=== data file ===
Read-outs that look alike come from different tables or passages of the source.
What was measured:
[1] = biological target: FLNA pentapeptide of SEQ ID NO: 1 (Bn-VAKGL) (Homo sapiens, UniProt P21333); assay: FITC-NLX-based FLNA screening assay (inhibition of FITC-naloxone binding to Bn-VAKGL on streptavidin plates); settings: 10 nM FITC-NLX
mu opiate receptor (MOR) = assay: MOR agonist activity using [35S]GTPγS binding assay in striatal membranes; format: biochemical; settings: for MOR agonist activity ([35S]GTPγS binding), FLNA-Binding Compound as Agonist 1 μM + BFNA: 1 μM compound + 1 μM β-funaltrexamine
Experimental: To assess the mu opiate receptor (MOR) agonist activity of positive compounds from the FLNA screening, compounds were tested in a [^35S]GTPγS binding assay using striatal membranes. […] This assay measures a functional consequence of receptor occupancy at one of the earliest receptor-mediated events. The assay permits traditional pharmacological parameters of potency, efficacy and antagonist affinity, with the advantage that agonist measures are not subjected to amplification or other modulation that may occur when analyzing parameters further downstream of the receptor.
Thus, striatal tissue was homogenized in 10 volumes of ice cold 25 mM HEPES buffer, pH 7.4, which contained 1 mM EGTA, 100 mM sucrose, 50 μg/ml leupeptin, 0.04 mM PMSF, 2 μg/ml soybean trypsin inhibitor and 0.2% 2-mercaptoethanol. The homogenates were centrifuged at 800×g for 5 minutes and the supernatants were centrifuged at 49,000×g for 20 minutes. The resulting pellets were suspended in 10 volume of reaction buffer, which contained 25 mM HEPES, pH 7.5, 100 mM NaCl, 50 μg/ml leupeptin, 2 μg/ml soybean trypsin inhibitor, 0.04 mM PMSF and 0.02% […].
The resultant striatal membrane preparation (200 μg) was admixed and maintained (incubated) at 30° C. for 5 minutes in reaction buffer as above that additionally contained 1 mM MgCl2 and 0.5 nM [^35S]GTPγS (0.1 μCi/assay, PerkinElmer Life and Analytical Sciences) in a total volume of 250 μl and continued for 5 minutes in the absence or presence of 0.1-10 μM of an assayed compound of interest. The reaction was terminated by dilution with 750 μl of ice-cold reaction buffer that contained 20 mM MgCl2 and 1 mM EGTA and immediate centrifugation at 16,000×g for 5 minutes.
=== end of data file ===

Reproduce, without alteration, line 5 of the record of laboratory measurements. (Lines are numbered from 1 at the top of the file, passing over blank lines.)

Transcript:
Experimental: To assess the mu opiate receptor (MOR) agonist activity of positive compounds from the FLNA screening, compounds were tested in a [^35S]GTPγS binding assay using striatal membranes. […] This assay measures a functional consequence of receptor occupancy at one of the earliest receptor-mediated events. The assay permits traditional pharmacological parameters of potency, efficacy and antagonist affinity, with the advantage that agonist measures are not subjected to amplification or other modulation that may occur when analyzing parameters further downstream of the receptor.